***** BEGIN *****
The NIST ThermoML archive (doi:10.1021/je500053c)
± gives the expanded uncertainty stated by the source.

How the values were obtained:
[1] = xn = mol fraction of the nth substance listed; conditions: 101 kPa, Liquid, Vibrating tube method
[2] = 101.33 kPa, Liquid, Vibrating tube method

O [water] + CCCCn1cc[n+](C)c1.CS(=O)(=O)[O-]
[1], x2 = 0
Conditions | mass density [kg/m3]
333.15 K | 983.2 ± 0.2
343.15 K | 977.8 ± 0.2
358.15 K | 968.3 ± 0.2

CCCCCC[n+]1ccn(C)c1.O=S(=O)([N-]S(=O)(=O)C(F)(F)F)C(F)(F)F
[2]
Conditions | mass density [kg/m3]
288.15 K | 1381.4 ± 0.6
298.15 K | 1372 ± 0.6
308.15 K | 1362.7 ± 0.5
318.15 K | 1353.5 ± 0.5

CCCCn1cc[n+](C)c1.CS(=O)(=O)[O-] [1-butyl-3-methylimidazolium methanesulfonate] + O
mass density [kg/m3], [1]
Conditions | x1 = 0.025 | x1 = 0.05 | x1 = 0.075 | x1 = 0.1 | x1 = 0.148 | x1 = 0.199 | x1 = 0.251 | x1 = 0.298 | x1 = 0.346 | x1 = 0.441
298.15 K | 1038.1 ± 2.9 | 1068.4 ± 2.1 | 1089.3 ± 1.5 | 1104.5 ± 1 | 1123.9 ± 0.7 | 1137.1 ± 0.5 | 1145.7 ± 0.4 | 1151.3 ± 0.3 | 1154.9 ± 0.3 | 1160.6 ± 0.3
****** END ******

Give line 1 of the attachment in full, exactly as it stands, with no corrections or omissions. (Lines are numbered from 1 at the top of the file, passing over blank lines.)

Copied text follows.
The NIST ThermoML archive (doi:10.1021/je500053c)